Finishing the Picture
The Phil Willmott Company
The Finborough and director Phil Willmott get a big thumbs-up for securing the European première of Arthur Miller's final play. Thankfully, unlike some other examples of his later work, Finishing the Picture is worthy of the great man.
This largely autobiographical satire that first appeared in 2004 is set in a Reno, Nevada hotel 44 years before. Despite the fictional names, it tells the torrid tale of the efforts of all involved in attempting to get ill-fated contemporary cowboy movie The Misfits into the can. (The names in brackets are those of the people on whom characters are based).
When the 1¾ hours commence, the movie is already millions of dollars over budget and its never-seen star Kitty is permanently doped to the eyeballs, struggling to hold on to even a semblance of sanity.
The first half of the play largely comprises a series of tortuous debates amongst the interested parties trying to determine how they can save the day and the lady’s career, everything from love to tough love getting an airing. As Oliver Le Sueur playing Phil, a producer recently introduced to movies from the world of trucking, observes, the easiest way out for his appropriately named Bedlam Productions is to claim on a $1m insurance policy due to the star's incapacitation.
Ranged in opposition are an increasingly desperate series of forced allies who include Stephen Billington as the director Derek (John Huston), who has his own drug and gambling issues, Tony Wredden and Nicky Goldie as a self-important guru Jerome and his infuriatingly possessive wife Flora (Lee and Paula Strasberg) and, most significantly, the movie's scriptwriter. He is coincidentally Kitty's husband Paul (Miller himself), clearly at his wit's end to the point where he would welcome escape from both film and marriage, given half a chance.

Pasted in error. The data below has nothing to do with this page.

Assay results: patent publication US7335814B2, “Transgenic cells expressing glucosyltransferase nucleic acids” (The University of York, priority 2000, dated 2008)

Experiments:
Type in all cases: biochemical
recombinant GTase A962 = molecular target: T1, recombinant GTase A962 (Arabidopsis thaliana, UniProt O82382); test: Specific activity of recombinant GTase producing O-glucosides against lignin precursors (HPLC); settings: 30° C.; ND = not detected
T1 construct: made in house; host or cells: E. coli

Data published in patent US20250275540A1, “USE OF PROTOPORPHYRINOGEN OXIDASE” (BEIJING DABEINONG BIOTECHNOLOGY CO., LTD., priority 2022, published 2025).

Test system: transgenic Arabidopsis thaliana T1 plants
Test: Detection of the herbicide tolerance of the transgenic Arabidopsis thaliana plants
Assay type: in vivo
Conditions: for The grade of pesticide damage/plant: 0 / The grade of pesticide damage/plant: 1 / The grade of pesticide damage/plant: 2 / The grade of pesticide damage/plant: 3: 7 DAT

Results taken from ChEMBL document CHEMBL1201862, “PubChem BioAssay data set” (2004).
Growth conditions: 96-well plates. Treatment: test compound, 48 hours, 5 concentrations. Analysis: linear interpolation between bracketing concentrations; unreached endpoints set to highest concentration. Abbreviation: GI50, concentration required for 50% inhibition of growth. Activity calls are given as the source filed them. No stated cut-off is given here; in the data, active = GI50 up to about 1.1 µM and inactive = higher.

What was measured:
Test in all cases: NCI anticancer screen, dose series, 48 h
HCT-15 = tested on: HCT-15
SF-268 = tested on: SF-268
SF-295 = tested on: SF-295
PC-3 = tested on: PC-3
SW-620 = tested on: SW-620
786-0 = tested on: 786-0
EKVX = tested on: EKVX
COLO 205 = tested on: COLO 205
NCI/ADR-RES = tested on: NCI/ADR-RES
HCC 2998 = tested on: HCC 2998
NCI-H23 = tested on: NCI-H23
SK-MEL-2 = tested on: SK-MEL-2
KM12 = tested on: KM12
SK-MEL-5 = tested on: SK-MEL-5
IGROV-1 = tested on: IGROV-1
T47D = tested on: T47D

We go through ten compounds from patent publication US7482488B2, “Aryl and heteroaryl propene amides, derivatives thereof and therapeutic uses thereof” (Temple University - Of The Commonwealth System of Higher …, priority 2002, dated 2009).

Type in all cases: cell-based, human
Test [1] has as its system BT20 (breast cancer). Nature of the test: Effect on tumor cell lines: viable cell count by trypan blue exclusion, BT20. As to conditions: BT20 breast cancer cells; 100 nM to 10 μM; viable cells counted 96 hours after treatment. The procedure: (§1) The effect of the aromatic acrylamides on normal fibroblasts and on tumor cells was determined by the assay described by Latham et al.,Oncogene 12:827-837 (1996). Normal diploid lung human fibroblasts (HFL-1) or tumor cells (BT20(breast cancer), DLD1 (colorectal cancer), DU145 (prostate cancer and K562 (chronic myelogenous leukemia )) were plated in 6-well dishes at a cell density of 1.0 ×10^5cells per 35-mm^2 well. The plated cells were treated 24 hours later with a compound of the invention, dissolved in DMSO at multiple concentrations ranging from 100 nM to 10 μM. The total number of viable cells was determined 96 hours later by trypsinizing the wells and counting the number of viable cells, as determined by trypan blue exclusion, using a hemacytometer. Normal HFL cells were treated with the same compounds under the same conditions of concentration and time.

Although some of the humour and characterisations seem injected for effect, much of the psychological analysis rings true in a series of fraught but insightful scenes.
After the interval, the focus changes as symbolised by the only notable prop, a plaster torso which has turned to face the audience.
Now, in a series of monologues accompanied by a jazz score, in sequence each of the players attempts to talk Kitty around and persuade her to get out of bed and finish the movie. The hopes and aspirations may vary but the underlying motivations are similar and help to round out the characters in a satisfying fashion during an evening that also paints a remarkably full portrait of Kitty the lacuna as well.
This may not be Arthur Miller at his very best but, for anyone interested in the playwright, Marilyn Monroe or the film business, Finishing the Picture should not be missed.
Reviewer: Philip Fisher